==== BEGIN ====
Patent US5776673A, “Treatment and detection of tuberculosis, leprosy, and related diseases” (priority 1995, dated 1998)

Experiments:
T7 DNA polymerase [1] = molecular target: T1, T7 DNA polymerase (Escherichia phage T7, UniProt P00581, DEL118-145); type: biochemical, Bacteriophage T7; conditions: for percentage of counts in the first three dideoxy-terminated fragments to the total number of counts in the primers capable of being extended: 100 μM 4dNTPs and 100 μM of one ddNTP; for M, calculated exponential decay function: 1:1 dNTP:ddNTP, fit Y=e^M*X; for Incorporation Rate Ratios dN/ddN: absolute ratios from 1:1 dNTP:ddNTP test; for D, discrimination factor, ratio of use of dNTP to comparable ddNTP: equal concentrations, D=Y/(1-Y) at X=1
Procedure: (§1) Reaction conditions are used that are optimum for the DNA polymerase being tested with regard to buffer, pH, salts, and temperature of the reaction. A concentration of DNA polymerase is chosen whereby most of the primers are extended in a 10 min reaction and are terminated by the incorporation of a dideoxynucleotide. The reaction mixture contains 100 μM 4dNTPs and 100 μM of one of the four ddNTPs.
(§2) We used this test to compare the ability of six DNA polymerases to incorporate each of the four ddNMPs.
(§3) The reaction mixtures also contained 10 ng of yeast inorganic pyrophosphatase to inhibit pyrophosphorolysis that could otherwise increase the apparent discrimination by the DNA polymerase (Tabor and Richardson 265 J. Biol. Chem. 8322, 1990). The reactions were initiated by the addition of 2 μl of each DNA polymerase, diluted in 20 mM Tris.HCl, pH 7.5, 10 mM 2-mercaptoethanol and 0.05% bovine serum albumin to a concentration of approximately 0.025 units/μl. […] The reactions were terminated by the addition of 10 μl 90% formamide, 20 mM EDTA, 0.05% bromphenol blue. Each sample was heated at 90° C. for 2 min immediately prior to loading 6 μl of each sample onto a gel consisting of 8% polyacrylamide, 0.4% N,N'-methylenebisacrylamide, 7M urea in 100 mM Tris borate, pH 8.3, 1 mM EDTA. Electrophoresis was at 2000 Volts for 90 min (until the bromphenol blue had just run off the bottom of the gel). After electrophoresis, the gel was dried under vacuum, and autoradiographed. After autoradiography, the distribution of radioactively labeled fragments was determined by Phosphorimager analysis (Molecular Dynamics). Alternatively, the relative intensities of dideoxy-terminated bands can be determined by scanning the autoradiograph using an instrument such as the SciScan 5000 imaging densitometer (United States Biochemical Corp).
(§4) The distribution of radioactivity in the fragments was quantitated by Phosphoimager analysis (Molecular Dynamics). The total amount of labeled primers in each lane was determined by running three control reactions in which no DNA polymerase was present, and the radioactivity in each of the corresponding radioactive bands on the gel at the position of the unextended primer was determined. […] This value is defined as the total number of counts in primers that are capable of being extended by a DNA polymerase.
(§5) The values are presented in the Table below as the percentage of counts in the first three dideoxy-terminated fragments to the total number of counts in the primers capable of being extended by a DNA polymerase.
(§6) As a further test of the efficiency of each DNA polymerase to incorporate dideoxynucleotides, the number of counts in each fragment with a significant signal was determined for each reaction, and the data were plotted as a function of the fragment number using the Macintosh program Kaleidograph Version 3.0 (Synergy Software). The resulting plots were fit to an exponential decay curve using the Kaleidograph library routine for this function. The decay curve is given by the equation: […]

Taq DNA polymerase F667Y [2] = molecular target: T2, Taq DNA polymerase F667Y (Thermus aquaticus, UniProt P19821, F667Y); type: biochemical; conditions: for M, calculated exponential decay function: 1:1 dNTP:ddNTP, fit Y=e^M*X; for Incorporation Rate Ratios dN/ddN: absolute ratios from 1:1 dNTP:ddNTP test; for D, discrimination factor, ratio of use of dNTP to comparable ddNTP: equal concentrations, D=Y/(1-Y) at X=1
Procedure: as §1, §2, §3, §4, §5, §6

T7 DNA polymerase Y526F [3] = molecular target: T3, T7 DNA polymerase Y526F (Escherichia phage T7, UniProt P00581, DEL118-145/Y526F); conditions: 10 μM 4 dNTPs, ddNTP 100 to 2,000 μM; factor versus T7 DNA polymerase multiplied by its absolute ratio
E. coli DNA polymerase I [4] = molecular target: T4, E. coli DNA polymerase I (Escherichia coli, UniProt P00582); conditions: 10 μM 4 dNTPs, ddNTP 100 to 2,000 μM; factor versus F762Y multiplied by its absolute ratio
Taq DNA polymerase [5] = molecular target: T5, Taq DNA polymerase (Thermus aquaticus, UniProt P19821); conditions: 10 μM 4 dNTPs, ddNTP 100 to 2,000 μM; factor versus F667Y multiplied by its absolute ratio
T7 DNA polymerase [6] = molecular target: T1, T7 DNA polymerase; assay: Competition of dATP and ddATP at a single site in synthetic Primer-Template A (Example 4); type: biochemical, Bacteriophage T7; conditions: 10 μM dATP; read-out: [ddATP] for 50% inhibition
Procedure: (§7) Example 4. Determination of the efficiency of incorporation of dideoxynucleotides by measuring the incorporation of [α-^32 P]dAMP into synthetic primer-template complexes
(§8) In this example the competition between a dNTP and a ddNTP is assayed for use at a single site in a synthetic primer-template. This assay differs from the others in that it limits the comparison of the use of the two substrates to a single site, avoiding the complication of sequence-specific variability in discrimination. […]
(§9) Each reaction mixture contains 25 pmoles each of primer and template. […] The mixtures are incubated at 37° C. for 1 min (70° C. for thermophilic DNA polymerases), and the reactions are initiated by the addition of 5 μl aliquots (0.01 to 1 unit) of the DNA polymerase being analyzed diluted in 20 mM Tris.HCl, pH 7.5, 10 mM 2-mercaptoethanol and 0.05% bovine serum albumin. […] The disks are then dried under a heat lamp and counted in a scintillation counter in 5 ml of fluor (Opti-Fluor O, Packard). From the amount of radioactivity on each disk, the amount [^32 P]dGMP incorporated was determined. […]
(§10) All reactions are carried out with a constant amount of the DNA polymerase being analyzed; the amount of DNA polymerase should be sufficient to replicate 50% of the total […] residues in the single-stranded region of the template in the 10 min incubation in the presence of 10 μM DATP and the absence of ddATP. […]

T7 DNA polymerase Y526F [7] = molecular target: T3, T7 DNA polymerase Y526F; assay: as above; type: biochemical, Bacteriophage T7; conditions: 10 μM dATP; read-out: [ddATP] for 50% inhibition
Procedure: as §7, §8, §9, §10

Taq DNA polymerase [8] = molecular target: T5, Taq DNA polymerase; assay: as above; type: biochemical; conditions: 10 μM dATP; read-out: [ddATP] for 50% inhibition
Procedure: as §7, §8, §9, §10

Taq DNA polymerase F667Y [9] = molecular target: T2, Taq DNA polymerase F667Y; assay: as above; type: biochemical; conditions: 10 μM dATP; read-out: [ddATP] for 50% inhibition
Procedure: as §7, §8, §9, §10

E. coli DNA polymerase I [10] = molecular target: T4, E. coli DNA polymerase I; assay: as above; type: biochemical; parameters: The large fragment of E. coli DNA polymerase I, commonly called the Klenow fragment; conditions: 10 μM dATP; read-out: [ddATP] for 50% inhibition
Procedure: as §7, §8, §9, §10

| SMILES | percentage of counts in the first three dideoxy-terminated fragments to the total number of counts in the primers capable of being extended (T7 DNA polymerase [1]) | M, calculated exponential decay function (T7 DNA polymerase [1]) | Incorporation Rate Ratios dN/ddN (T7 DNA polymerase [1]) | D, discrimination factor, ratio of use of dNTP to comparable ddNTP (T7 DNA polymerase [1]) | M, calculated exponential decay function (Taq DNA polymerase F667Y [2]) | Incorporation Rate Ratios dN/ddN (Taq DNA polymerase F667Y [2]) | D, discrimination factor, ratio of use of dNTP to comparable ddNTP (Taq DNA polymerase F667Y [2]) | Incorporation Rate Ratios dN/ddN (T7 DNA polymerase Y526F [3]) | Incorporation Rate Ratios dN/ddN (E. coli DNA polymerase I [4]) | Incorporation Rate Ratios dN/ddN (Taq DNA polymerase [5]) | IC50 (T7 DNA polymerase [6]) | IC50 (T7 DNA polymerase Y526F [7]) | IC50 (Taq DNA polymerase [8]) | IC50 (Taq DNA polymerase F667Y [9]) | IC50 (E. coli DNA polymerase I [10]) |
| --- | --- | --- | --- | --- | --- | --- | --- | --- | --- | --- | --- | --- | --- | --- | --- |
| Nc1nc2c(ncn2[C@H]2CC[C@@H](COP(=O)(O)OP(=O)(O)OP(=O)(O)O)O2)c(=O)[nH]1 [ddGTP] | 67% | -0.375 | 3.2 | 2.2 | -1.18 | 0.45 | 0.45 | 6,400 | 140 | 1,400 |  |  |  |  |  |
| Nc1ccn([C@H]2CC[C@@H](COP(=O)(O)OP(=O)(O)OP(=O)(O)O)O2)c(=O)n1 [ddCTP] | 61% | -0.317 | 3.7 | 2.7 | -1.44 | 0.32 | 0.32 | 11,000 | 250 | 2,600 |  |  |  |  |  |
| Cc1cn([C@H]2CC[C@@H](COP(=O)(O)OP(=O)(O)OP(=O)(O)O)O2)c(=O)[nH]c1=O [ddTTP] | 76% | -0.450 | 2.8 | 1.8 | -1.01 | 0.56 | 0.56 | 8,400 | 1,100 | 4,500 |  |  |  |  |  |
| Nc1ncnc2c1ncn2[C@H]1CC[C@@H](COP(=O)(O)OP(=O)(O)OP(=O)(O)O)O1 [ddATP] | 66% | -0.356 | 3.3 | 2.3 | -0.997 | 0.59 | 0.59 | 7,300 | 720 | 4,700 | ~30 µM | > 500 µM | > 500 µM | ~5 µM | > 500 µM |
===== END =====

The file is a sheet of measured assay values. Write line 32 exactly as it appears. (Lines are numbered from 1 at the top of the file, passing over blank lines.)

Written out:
| Cc1cn([C@H]2CC[C@@H](COP(=O)(O)OP(=O)(O)OP(=O)(O)O)O2)c(=O)[nH]c1=O [ddTTP] | 76% | -0.450 | 2.8 | 1.8 | -1.01 | 0.56 | 0.56 | 8,400 | 1,100 | 4,500 |  |  |  |  |  |